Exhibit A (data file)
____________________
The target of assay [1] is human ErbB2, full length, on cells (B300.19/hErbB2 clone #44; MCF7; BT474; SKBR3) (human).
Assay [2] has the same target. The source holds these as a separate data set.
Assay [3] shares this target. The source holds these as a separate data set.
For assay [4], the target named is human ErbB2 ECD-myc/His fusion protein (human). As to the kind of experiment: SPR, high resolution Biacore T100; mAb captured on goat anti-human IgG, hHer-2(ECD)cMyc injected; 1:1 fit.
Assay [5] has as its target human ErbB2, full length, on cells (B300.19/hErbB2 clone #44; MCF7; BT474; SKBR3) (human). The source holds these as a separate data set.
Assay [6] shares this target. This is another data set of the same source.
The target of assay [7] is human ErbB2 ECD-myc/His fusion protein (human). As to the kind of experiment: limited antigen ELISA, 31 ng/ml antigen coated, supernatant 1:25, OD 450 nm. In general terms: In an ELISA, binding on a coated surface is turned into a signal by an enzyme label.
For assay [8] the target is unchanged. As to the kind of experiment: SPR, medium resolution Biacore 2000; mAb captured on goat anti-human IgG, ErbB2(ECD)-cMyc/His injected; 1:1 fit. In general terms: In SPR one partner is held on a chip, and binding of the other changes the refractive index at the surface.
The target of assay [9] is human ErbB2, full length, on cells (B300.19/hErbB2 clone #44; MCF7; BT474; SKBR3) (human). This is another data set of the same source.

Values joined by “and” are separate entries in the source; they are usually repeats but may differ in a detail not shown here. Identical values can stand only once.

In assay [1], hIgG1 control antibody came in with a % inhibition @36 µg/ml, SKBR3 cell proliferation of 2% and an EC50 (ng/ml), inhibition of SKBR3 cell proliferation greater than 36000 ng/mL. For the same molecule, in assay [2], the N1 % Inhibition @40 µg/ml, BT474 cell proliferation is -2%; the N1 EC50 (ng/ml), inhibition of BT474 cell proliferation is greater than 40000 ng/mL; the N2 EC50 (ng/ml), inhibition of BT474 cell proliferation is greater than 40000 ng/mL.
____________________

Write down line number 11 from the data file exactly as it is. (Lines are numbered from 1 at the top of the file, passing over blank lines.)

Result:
In assay [1], hIgG1 control antibody came in with a % inhibition @36 µg/ml, SKBR3 cell proliferation of 2% and an EC50 (ng/ml), inhibition of SKBR3 cell proliferation greater than 36000 ng/mL. For the same molecule, in assay [2], the N1 % Inhibition @40 µg/ml, BT474 cell proliferation is -2%; the N1 EC50 (ng/ml), inhibition of BT474 cell proliferation is greater than 40000 ng/mL; the N2 EC50 (ng/ml), inhibition of BT474 cell proliferation is greater than 40000 ng/mL.